Expansion in storage and networking is not just limited to the corporate datacenter, but also to the parallel universe where service providers still use mountains of proprietary gear to deal with voice, data, video, and other streams of data on behalf of consumers, governments, and corporations.
It is hard to draw lines between the categories, and we all know this. “When we say the move to cloud computing, we mean that as a computing architecture,” explained Bryant. “So it is the move to cloud computing of the big public cloud service providers, enterprise moving to private clouds, the communications industry moving to a cloud-based infrastructure. So we mean it as a computing architecture that is pervasive.”
For the past year, Intel has been talking up Jevons Paradox, which basically says that the consumption of a commodity, like coal or computing, can behave elastically if it is made easier to consume. Rather than keeping the usage of the resource the same, people find other uses for the resource even as their use of that resource becomes more efficient. As we have pointed out before, the worldwide server base has increased by about a third in the past decade, but the amount of compute in a server has gone up by several orders of magnitude. This is more or less elastic behavior. Intel is not answering the question of whether or not this can hold forever, and wants to accelerate consumption, not wanting to wait for cloud hardware spending to double between 2014 and 2019. Intel wants to get tens of thousands of organizations worldwide on cloudy infrastructure earlier than that.
Don’t get the wrong impression. The cloud (or cloud plus hyperscale, as we use those definitions here at The Next Platform) has not been a bad business for Intel. Up until now, Intel has identified the big four in the United States – Google, Amazon, Facebook, and Microsoft – and the big three in China – Baidu, Alibaba and Tencent – as the key drivers in its cloud segment. This time, Bryant said that there are more like ten biggies, with JD.com (an online retailer) and Qihoo 360 (a provider of antivirus and security software) added to the mix from China as bulk buyers of compute. The interesting bit is that on a worldwide basis, about two-thirds of cloud infrastructure based on Intel technology is going into consumer-facing clouds and the remaining third is for running enterprise-class services and raw infrastructure for their own applications. “That mix has been pretty constant over time,” Bryant said.
As you can see in the chart above, the enterprise IT sector is the laggard, and is forecast to grow at under 10 percent. The other three pillars of the Intel business – cloud service provider, comms service provider, and technical computing – are all growing at more than 20 percent, making up a lot of the difference to hit that 15 percent growth figure.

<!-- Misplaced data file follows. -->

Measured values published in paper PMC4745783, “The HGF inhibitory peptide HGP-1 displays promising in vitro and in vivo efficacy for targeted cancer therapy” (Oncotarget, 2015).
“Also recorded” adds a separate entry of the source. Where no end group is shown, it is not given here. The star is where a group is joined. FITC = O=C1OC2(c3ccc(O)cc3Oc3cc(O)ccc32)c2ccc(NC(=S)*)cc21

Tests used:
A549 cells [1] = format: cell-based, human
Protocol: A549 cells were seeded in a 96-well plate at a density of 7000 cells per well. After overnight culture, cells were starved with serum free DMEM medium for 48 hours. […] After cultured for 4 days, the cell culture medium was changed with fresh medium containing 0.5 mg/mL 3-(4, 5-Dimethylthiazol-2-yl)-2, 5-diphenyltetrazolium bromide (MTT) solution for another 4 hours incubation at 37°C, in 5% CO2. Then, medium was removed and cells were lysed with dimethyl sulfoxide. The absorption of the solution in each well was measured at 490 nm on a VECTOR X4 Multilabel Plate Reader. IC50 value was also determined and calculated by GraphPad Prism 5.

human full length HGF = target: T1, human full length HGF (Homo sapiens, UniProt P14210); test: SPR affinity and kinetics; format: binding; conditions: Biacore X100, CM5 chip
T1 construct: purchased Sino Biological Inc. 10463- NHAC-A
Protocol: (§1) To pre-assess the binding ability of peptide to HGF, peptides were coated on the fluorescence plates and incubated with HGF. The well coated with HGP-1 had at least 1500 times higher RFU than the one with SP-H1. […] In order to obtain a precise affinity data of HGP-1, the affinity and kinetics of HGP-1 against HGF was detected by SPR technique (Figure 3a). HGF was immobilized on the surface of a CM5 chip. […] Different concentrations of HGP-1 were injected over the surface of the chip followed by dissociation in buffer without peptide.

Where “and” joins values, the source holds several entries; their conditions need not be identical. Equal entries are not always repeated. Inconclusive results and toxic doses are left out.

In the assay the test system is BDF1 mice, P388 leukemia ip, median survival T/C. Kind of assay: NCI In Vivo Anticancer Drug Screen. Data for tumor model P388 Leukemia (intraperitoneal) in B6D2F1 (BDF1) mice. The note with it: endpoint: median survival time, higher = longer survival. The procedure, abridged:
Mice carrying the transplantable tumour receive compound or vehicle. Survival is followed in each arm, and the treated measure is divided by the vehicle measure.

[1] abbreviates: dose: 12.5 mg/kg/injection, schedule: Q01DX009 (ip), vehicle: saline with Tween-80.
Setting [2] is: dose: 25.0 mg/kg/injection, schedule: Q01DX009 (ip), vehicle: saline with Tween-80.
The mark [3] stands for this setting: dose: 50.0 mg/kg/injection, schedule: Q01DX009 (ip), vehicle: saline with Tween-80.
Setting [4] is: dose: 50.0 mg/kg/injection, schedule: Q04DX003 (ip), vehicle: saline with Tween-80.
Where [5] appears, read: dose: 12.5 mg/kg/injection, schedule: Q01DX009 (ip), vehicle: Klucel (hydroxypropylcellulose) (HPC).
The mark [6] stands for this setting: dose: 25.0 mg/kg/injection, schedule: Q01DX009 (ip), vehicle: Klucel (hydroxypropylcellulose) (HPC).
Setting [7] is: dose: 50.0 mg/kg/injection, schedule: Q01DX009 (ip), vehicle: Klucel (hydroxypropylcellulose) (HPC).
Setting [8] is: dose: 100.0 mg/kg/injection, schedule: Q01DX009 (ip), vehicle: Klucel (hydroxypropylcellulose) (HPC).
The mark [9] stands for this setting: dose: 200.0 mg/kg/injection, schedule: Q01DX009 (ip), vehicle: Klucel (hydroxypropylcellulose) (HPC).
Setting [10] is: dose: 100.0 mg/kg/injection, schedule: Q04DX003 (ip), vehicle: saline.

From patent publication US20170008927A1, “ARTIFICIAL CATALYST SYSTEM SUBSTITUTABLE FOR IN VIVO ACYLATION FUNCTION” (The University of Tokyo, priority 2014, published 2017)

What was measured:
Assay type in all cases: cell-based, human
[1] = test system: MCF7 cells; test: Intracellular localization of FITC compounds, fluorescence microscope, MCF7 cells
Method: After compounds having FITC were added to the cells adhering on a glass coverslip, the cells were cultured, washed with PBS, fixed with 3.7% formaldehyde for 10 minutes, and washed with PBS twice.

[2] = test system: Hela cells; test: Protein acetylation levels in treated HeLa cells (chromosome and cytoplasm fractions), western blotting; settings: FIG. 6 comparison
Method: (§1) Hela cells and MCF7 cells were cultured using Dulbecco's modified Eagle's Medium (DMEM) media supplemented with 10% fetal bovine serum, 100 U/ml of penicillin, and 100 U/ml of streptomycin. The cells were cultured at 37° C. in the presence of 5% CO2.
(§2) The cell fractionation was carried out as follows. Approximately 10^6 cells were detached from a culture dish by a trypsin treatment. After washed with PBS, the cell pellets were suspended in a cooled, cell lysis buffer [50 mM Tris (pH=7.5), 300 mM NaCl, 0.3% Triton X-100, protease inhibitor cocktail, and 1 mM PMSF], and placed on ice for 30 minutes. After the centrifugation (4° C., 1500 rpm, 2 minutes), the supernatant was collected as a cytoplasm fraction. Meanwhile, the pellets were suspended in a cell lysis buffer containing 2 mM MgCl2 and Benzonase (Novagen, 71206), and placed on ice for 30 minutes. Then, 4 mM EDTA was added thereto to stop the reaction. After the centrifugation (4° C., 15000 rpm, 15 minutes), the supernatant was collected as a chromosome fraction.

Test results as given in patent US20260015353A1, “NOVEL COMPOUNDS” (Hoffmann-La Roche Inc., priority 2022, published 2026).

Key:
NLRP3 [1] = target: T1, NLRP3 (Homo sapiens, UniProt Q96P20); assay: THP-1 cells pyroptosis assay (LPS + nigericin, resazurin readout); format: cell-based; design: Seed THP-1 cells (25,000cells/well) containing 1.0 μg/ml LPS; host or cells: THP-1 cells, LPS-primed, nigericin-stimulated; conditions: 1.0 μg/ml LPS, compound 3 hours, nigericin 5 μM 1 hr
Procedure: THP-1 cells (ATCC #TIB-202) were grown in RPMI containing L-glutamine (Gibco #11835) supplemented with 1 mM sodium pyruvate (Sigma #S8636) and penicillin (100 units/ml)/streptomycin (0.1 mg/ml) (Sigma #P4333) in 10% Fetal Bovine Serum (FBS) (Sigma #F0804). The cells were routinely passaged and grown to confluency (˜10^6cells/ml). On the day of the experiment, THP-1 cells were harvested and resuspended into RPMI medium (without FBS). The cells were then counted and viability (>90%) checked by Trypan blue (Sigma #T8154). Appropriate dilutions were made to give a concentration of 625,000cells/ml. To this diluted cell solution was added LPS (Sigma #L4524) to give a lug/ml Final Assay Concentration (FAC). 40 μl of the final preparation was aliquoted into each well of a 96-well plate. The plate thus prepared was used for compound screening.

Making forecasts is a tough business, and back in 2011, when Kirk Skaugen was running the Data Center Group, the company was projecting that it would hit $20 billion in revenues by 2015. (It took Intel a decade between 2000 and 2010 to hit $10 billion in revenues for this key part of its business.) This forecast was subsequently revised by Bryant in 2013 after an enterprise spending slowdown that we think is absolutely tied to cloud computing architectures (companies buying public cloud capacity and making their own infrastructure more orchestrated and efficient). If Intel hits its 15 percent growth target for 2015, it should hit $16.6 billion in sales for Data Center Group and if all other trends persist, it should bring in $8.4 billion in operating income from these products.
Intel did not put numbers on its axes, but in the chart above, enterprise was about $6.7 billion in revenues, with technical computing accounting for about $3.3 billion, cloud service providers accounting for about $3.2 billion, and communications service providers accounting for $1.2 billion, adding up to $14.4 billion. Looking ahead to 2018, Intel is forecasting that it will hit $25 billion in sales, with enterprise IT accounting for just under $10 billion and revenues from technical computing nearly doubling, comms service providers more than doubling, and cloud service providers growing more modestly but also up around maybe 75 percent. (It is hard to estimate from these charts, but we tried.)
The levers that Intel will be pulling to hit its growth forecast are many. The first is to ride up the transition in the Xeon product line as more and more customers forego the basic SKUs in its lineup and move to more standard SKUs that have more features and also cost more. Compared to 2010, about 80 percent of the CPU volume sold by Intel has “moved up the stack,” with the top of the stack being the 39 custom CPUs that the company has etched for hyperscalers and system suppliers for a premium; Intel already has ten custom “Broadwell” Xeon designs, with Facebook having input on the Xeon D processor for microservers that was revealed in March and that will begin shipping in volume shortly.
Intel will also pull the cloud lever hard to accelerate those cloud transitions at the 50,000 or so large enterprises in the world, boosting its share in the networking space, converting comms service providers to server-based Xeon gear instead of fixed function appliances, and selling more flash and now 3D XPoint memory in servers, storage, and networking. The way Intel sees it, the advent of 3D XPoint memory alone expands its total addressable market from $37 billion for just logic chips to $49 billion including logic and memory applicable to its markets.
While Intel will still be predominantly a vendor of processors and chipsets, the company is forecasting that by 2018 about $5.5 billion in its revenues will come from chipsets, system boards, Ethernet and Omni-Path controllers and switches, silicon photonics interconnects, and whole machines coming out of its Systems Group. The remaining $19.5 billion will come from CPUs like the Xeon E5s and E7s, although those product categories will probably not be there by then, and possibly FPGAs once it closes its $16.7 billion acquisition of Altera. (It was not clear from Bryant’s presentation if FPGAs were classified as CPU or Other.)
Intel’s strategy involves a lot of different technologies and divisions, and we will be analyzing them since they affect many aspects of The Next Platforms that companies are building.